A Look Back: The Death of Gaddafi
Looking back on the year, one event really stood out to me as an implication for change in society. When Colonel Muammar Gaddafi of Libya was killed in October of 2011, the Libyan transitional government were not the only people rejoicing. Swamped by years of corruption and instability, much of Libya had recently been very active in the rebellion against Gaddafi. Many supporters in Libya were relieved to learn of the end of the Colonel, and moreover, the global reaction echoed the strains of hope for democratization.
Democratization has been an umbrella theme ever since the fall of the Berlin Wall in 1991. Support for it has fluctuated with economic crises, terrorist attacks, and multiple revolutions around the world. Yet the revolt in Libya revealed that many people still yearn for the liberty and freedom that is often associated with democracy. This is strong evidence for the fact that people have not sunk into complacency, especially in Africa where many people have lost all hope for stability.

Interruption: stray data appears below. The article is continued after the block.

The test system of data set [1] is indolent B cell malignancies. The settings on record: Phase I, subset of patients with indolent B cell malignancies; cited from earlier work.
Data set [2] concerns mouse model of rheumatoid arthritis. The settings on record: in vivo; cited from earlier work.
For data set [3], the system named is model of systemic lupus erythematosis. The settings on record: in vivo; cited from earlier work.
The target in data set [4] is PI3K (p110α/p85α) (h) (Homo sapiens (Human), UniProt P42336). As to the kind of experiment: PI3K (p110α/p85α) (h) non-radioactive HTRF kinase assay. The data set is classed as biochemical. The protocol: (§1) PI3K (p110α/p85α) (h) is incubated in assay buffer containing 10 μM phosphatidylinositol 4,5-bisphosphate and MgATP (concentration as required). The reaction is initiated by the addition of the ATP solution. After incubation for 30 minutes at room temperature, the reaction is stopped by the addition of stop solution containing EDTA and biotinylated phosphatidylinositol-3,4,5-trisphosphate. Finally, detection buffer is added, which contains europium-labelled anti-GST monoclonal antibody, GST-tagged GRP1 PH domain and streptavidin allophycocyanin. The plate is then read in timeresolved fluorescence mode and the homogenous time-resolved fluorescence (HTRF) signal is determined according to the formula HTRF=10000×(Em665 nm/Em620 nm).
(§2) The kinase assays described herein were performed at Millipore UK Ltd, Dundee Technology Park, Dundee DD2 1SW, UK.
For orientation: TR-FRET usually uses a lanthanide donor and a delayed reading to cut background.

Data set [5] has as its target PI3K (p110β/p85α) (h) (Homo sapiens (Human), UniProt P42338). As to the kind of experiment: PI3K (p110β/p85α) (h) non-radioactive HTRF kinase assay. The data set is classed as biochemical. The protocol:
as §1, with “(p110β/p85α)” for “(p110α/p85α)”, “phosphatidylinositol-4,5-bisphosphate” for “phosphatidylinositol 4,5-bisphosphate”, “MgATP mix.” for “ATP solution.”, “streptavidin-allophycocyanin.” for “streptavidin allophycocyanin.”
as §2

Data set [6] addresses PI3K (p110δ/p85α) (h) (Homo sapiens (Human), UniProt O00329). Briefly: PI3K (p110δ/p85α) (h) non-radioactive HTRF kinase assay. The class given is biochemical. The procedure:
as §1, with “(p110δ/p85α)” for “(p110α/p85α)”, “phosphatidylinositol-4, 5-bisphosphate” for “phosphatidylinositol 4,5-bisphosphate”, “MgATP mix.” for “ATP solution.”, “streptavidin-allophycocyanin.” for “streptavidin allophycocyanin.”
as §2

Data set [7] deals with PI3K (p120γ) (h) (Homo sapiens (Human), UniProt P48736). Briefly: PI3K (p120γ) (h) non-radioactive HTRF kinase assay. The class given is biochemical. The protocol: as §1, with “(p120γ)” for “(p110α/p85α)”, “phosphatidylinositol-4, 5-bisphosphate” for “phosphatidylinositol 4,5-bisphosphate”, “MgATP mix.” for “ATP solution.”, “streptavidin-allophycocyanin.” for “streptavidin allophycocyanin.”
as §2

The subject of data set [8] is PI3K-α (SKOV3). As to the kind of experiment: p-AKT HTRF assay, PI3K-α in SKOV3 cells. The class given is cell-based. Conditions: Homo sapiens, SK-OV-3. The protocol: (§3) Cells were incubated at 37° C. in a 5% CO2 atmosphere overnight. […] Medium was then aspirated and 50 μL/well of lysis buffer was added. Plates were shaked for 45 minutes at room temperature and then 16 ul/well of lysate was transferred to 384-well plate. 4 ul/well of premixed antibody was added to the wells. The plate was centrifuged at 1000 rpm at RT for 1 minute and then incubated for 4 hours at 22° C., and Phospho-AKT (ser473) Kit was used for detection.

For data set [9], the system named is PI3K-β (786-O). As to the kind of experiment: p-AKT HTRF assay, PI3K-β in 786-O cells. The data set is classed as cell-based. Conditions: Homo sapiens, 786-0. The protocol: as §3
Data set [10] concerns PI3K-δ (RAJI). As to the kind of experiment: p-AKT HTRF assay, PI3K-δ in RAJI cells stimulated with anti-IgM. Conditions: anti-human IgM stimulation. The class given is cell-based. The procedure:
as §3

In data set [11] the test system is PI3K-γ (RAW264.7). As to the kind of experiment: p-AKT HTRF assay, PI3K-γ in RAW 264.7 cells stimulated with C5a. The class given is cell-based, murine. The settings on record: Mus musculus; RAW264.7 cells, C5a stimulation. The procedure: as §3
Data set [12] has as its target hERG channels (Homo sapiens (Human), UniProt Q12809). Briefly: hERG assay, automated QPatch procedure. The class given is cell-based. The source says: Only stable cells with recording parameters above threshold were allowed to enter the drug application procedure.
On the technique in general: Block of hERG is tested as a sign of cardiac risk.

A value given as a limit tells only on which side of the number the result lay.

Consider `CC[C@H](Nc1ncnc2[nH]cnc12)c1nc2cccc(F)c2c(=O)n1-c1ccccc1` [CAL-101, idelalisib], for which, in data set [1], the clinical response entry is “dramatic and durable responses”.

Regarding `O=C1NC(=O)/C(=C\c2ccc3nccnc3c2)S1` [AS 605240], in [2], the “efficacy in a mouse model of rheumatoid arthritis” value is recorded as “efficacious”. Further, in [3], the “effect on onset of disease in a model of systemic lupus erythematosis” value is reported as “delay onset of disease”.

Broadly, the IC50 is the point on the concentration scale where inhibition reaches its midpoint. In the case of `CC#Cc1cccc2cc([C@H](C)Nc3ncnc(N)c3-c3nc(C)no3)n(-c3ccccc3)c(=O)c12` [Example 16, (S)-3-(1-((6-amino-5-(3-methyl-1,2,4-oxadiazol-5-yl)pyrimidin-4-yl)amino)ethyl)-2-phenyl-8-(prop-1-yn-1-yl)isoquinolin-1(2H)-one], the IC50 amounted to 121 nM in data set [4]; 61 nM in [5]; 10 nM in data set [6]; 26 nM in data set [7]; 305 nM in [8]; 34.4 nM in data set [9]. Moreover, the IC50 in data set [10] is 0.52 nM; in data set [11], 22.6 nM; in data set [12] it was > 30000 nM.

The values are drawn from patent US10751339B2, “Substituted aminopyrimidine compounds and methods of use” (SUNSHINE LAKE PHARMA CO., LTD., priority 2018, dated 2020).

I think the death of Gaddafi was indicative of the wave of democracy that still underlies our society today. In truth, people just want freedom from repression. They want to be in control of their own lives. And with the death of Gaddafi and essential success of the rebellion, Libyans have rekindled hopes for the triumph of liberal democracy in other unstable, violent parts of Africa and all over the world.